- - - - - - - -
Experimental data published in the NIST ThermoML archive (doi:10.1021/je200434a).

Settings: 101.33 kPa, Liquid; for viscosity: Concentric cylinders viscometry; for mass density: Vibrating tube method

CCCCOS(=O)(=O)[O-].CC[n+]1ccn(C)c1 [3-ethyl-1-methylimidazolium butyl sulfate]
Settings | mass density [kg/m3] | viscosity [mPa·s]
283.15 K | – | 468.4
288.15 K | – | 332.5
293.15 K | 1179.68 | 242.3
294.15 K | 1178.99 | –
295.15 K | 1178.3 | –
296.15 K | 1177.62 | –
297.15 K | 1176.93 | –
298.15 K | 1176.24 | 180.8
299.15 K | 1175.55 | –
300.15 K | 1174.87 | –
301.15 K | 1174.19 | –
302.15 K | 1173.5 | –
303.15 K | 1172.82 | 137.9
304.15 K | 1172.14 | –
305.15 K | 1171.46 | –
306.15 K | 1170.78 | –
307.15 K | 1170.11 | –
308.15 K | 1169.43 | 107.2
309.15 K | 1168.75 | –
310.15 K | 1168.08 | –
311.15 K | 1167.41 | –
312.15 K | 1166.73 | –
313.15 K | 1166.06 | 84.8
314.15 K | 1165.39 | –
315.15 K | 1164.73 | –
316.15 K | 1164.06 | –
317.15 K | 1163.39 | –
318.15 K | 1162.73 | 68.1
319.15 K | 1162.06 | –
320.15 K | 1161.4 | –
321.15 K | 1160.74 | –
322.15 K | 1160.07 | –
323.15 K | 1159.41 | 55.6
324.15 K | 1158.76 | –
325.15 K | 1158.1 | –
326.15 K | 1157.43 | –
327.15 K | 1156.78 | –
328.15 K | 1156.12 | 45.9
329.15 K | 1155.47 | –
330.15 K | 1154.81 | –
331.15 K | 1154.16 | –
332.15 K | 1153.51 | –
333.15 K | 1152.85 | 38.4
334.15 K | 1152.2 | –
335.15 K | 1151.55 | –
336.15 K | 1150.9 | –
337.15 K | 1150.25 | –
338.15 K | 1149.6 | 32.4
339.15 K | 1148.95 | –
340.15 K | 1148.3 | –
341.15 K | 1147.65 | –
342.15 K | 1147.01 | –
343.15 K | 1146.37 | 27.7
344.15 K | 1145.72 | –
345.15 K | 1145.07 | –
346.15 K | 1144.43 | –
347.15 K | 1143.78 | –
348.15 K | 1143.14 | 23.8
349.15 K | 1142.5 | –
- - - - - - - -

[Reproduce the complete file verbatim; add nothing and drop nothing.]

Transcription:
Experimental data published in the NIST ThermoML archive (doi:10.1021/je200434a).

Settings: 101.33 kPa, Liquid; for viscosity: Concentric cylinders viscometry; for mass density: Vibrating tube method

CCCCOS(=O)(=O)[O-].CC[n+]1ccn(C)c1 [3-ethyl-1-methylimidazolium butyl sulfate]
Settings | mass density [kg/m3] | viscosity [mPa·s]
283.15 K | – | 468.4
288.15 K | – | 332.5
293.15 K | 1179.68 | 242.3
294.15 K | 1178.99 | –
295.15 K | 1178.3 | –
296.15 K | 1177.62 | –
297.15 K | 1176.93 | –
298.15 K | 1176.24 | 180.8
299.15 K | 1175.55 | –
300.15 K | 1174.87 | –
301.15 K | 1174.19 | –
302.15 K | 1173.5 | –
303.15 K | 1172.82 | 137.9
304.15 K | 1172.14 | –
305.15 K | 1171.46 | –
306.15 K | 1170.78 | –
307.15 K | 1170.11 | –
308.15 K | 1169.43 | 107.2
309.15 K | 1168.75 | –
310.15 K | 1168.08 | –
311.15 K | 1167.41 | –
312.15 K | 1166.73 | –
313.15 K | 1166.06 | 84.8
314.15 K | 1165.39 | –
315.15 K | 1164.73 | –
316.15 K | 1164.06 | –
317.15 K | 1163.39 | –
318.15 K | 1162.73 | 68.1
319.15 K | 1162.06 | –
320.15 K | 1161.4 | –
321.15 K | 1160.74 | –
322.15 K | 1160.07 | –
323.15 K | 1159.41 | 55.6
324.15 K | 1158.76 | –
325.15 K | 1158.1 | –
326.15 K | 1157.43 | –
327.15 K | 1156.78 | –
328.15 K | 1156.12 | 45.9
329.15 K | 1155.47 | –
330.15 K | 1154.81 | –
331.15 K | 1154.16 | –
332.15 K | 1153.51 | –
333.15 K | 1152.85 | 38.4
334.15 K | 1152.2 | –
335.15 K | 1151.55 | –
336.15 K | 1150.9 | –
337.15 K | 1150.25 | –
338.15 K | 1149.6 | 32.4
339.15 K | 1148.95 | –
340.15 K | 1148.3 | –
341.15 K | 1147.65 | –
342.15 K | 1147.01 | –
343.15 K | 1146.37 | 27.7
344.15 K | 1145.72 | –
345.15 K | 1145.07 | –
346.15 K | 1144.43 | –
347.15 K | 1143.78 | –
348.15 K | 1143.14 | 23.8
349.15 K | 1142.5 | –